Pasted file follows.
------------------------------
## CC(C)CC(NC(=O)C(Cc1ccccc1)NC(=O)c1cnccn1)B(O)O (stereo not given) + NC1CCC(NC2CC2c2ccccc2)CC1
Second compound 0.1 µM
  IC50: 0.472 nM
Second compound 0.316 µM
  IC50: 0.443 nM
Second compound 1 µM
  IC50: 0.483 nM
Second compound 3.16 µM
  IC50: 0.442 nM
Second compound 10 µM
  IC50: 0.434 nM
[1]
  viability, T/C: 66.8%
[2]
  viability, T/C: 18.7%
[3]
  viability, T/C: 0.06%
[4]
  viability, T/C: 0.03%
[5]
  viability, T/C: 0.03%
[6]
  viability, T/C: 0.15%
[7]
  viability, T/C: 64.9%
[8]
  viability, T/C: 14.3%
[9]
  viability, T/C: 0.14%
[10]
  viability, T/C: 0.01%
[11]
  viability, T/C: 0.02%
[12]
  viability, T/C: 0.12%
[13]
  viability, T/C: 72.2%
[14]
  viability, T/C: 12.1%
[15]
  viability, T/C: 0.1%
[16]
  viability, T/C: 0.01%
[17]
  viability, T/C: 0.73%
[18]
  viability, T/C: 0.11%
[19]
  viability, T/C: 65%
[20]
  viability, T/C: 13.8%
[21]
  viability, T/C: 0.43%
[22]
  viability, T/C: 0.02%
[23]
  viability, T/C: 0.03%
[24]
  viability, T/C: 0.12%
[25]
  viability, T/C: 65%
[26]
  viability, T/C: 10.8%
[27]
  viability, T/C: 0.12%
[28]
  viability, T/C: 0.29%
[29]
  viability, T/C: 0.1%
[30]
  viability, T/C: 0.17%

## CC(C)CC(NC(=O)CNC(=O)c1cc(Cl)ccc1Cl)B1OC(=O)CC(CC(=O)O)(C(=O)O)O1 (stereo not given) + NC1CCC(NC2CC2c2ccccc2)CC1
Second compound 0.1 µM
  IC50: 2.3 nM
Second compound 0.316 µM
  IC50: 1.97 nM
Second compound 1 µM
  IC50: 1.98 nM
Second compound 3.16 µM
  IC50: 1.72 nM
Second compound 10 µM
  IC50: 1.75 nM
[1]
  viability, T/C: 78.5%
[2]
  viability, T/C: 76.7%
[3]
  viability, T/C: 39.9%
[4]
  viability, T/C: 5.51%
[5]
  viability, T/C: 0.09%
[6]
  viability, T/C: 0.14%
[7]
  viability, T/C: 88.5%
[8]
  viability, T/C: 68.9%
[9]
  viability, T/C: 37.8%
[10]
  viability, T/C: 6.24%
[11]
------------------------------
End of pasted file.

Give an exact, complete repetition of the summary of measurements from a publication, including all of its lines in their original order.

## CC(C)CC(NC(=O)C(Cc1ccccc1)NC(=O)c1cnccn1)B(O)O (stereo not given) + NC1CCC(NC2CC2c2ccccc2)CC1
Second compound 0.1 µM
  IC50: 0.472 nM
Second compound 0.316 µM
  IC50: 0.443 nM
Second compound 1 µM
  IC50: 0.483 nM
Second compound 3.16 µM
  IC50: 0.442 nM
Second compound 10 µM
  IC50: 0.434 nM
[1]
  viability, T/C: 66.8%
[2]
  viability, T/C: 18.7%
[3]
  viability, T/C: 0.06%
[4]
  viability, T/C: 0.03%
[5]
  viability, T/C: 0.03%
[6]
  viability, T/C: 0.15%
[7]
  viability, T/C: 64.9%
[8]
  viability, T/C: 14.3%
[9]
  viability, T/C: 0.14%
[10]
  viability, T/C: 0.01%
[11]
  viability, T/C: 0.02%
[12]
  viability, T/C: 0.12%
[13]
  viability, T/C: 72.2%
[14]
  viability, T/C: 12.1%
[15]
  viability, T/C: 0.1%
[16]
  viability, T/C: 0.01%
[17]
  viability, T/C: 0.73%
[18]
  viability, T/C: 0.11%
[19]
  viability, T/C: 65%
[20]
  viability, T/C: 13.8%
[21]
  viability, T/C: 0.43%
[22]
  viability, T/C: 0.02%
[23]
  viability, T/C: 0.03%
[24]
  viability, T/C: 0.12%
[25]
  viability, T/C: 65%
[26]
  viability, T/C: 10.8%
[27]
  viability, T/C: 0.12%
[28]
  viability, T/C: 0.29%
[29]
  viability, T/C: 0.1%
[30]
  viability, T/C: 0.17%

## CC(C)CC(NC(=O)CNC(=O)c1cc(Cl)ccc1Cl)B1OC(=O)CC(CC(=O)O)(C(=O)O)O1 (stereo not given) + NC1CCC(NC2CC2c2ccccc2)CC1
Second compound 0.1 µM
  IC50: 2.3 nM
Second compound 0.316 µM
  IC50: 1.97 nM
Second compound 1 µM
  IC50: 1.98 nM
Second compound 3.16 µM
  IC50: 1.72 nM
Second compound 10 µM
  IC50: 1.75 nM
[1]
  viability, T/C: 78.5%
[2]
  viability, T/C: 76.7%
[3]
  viability, T/C: 39.9%
[4]
  viability, T/C: 5.51%
[5]
  viability, T/C: 0.09%
[6]
  viability, T/C: 0.14%
[7]
  viability, T/C: 88.5%
[8]
  viability, T/C: 68.9%
[9]
  viability, T/C: 37.8%
[10]
  viability, T/C: 6.24%
[11]